Rev. Bev Bingle and Rev. Judy Lee, Women Priests, Reflect on The Third Sunday in Ordinary Time 1/26/14
Jesus says….. Follow Me and we will build the Beloved Community together…. Matthew 4:19 (Paraphrased)
Once again I am happy to present Rev. Bev’s Homily Reflections and share some of my own in a dialogue of sorts. Indeed Rev Bev is right on in saying that Jesus is asking us to change our ways of thinking and acting and thereby transform the darkness of this world with the light of love and justice.
See The Light-Change Your Hearts- Follow Me
In the readings for this week the writer of Matthew (in Matthew 4:12-23) is presenting Jesus as the light in darkness, the prophet of inclusion and justice, the fulfillment of Messianic prophecy who draws disciples to him from the poor and the outcast,from the backwater Gentile town, and teaches them how to reach others with the light. In Jesus’ language, Aramaic, NOOHRA means light, understanding, enlightenment, and true teaching. Ancient writers saw light as the source of all life. In the Gospel of John Jesus will refer to himself as the light of the world even as the writer of Mathew presents him as the light-the one with the true teachings that will dispel the darkness of ignorance, prejudice and hatred. Jesus also asks us to follow his teachings and BE the light of the world in John(8:12). Aramaic scholar Rocco Errico ( Let There Be Light, Noohra Foundation, 1994:184) says that to be disciples of Jesus it is our job to let love, justice, compassion and goodness shine in our everyday world to change it.
Jesus, upon hearing of John’s imprisonment, courageously moves from Nazareth to Capernaum a lakeside town under Roman control in “the Galilee of the Gentiles”, a much maligned backwater town despised by the religious and political establishments. The prophetic oracle of Isaiah (CH 8:23-9:3) says that “in the end” our God has glorified the district of the Gentiles because “anguish has taken wing,dispelled its darkness” by the shining of the light that turned gloom into great rejoicing and the yoke of oppression is smashed. The 27th Psalm’s beautiful response is “O God, You are my light and my salvation, whom shall I fear”. And the Epistle (ICor 1:10-13) tells us that God has chosen “those whom the world considers foolish to shame the wise, and singled out the weak of the world to shame the strong”. Indeed the disciples Jesus called were not the scholarly and the religious leaders but the fishermen, two of whom were apparently too poor to have a boat as they fished with only a net and a despised tax collector and of course a woman healed of seven( or infinite) illnesses, Mary of Magdala,among others. How is it that the broken and the simple folk were drawn to Jesus and his teachings? Or, indeed, how is it that this is whom Jesus chose to spread the good news of God’s love for all and justice for the oppressed? The individuals that Jesus called by the sea shore came immediately. They were ready for the light, for his light,his teachings and for him. They were ready for his healing touch, for his love and for his liberation. As Rev. Beverly Bingle said they were the underdogs and Jesus saw them as winners. They were ready for the glow of the home light shining steadily in Jesus’ heart.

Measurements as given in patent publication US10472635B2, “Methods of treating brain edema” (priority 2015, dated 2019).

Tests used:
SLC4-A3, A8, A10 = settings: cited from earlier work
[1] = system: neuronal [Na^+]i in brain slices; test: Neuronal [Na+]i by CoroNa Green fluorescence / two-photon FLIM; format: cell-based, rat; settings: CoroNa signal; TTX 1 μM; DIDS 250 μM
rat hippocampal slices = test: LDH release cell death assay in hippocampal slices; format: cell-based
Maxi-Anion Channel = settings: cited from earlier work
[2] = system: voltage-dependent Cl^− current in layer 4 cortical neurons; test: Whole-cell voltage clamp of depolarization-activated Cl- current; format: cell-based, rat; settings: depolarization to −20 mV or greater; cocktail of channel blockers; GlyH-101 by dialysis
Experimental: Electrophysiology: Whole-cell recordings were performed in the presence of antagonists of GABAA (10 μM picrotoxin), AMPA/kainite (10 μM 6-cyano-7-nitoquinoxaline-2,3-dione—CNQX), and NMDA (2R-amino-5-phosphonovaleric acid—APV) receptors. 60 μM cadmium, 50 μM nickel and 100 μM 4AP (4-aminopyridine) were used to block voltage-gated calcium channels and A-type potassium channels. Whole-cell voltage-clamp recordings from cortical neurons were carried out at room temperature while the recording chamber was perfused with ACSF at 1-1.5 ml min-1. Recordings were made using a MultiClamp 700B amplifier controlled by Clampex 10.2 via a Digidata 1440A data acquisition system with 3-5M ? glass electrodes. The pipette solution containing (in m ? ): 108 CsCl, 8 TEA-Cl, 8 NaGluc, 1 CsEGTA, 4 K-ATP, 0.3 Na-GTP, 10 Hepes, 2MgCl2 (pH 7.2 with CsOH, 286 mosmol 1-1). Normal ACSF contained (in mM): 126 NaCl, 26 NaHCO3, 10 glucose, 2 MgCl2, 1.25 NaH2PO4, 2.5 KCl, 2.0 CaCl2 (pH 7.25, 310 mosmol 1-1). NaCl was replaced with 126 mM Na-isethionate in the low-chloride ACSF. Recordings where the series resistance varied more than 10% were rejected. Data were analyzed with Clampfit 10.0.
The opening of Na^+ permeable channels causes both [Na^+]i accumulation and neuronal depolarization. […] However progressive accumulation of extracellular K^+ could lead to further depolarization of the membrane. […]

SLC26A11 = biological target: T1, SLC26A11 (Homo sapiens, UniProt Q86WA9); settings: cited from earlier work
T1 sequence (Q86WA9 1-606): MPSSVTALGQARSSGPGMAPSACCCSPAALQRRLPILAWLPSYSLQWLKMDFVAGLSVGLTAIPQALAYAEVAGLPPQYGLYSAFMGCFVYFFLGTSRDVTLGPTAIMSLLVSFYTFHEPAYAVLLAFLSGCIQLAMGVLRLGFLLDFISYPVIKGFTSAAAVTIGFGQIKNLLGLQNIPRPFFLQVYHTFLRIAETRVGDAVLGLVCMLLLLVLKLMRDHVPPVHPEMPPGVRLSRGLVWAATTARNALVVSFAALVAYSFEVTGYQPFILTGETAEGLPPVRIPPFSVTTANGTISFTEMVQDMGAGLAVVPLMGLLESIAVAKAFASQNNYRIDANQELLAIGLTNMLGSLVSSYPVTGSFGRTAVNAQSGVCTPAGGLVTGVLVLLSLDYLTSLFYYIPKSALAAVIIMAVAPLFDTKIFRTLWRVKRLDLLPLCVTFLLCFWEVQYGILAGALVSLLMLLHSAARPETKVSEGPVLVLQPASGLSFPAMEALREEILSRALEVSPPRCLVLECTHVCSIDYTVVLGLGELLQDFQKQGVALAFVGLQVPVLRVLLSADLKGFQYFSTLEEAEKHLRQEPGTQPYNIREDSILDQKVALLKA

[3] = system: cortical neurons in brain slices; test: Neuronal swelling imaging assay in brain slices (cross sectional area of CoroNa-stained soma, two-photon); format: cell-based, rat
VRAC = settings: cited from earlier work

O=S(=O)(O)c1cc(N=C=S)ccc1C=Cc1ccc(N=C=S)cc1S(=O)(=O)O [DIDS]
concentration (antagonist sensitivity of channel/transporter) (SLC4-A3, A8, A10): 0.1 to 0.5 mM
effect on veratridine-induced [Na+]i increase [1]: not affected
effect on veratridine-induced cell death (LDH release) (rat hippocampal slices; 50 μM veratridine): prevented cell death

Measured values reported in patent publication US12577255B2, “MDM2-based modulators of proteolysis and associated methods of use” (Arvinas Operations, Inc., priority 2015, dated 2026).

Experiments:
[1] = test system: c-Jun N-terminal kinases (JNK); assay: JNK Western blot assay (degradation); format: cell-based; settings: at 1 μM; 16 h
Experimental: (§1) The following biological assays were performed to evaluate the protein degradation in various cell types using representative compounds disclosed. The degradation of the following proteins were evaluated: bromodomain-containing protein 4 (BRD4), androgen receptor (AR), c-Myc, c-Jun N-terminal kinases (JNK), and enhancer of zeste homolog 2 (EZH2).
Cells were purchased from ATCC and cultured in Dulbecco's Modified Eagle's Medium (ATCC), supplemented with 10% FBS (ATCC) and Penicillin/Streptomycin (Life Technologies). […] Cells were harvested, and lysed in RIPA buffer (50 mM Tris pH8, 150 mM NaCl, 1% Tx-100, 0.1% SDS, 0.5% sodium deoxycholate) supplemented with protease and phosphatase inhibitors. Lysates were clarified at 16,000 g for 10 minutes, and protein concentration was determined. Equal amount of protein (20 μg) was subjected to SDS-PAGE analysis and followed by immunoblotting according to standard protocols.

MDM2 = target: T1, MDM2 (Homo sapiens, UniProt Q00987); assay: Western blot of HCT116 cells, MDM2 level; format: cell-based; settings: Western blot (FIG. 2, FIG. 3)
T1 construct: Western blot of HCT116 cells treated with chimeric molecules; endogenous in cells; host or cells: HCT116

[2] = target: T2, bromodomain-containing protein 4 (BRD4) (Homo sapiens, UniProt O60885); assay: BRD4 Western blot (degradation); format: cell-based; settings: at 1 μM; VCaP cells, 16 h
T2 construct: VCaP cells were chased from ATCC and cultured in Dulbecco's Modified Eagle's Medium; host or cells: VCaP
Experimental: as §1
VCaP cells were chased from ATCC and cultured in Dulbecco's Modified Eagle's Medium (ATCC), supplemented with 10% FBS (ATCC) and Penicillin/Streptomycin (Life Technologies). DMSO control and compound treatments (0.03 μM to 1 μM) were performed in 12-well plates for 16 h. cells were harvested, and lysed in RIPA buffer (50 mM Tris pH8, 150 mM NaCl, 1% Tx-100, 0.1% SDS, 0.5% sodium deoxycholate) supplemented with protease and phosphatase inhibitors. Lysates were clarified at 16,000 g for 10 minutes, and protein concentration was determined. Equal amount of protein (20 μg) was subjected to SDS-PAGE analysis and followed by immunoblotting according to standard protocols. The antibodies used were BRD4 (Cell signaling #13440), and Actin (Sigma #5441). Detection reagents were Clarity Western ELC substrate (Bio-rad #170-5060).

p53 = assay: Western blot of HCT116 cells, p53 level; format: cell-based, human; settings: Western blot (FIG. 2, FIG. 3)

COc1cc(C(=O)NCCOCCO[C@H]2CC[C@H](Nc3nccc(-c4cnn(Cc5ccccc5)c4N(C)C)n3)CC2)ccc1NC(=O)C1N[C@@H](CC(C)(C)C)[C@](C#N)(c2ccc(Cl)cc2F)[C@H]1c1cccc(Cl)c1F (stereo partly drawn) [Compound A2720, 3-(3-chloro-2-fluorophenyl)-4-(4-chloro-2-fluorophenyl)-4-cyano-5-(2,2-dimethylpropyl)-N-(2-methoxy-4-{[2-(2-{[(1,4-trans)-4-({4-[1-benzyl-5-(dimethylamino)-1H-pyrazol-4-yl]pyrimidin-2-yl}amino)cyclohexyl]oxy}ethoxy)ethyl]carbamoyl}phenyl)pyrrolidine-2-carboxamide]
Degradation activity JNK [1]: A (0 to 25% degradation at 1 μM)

I think of my communities-both the one I was raised in in Brooklyn’s Bed-Stuy and the one I serve now in central Fort Myers. Indeed I serve the latter because of the influence of the first. Both are characterized by caring plain folks that respond to the Gospel and to one another with love. They don’t overthink it- their theology is simple- God IS,and God is LOVE so love God, love Jesus, love one another,share what one has, and do this is without conditions. Both communities had a good measure of poverty balanced in a way by a good measure of communal caring. Both dealt with discrimination, prejudice, yes, oppression, violence,illness, and hard times. Yet the caring of the neighbors and friends,of the church, made all the difference.When a sense of community is missing there is profound darkness to dispel. Today we know that the homeless do not suffer from a lack of affiliation, but only a lack of income. For some this is complicated by addictions and mental and physical illness. But with an income and housing homeless can be banished. How we, the people of God, continue to tolerate it in our midst is still a mystery to me. Economic inequality is a great sin and yet we tolerate a minimum wage so low and a welfare system so bankrupt that individuals and families pray not to get ill and need four jobs to just survive. And among the poor as among the well to do there is sometimes the pain of human isolation.There are many sectors of society where there are those who are alone and isolated and cast out. Jesus reached out to them and drew them into the beloved community. We have just celebrated the civil rights and human rights prophet, Dr. Martin Luther King Jr’s birthday. May we join him following Jesus and building the beloved community. He too identified with the poor and outcast and that was the last straw for his detractors. May we join Jesus at the seashore in backwater Galilee and follow him in his work of love and justice. May we learn to draw all who need love and justice into Love.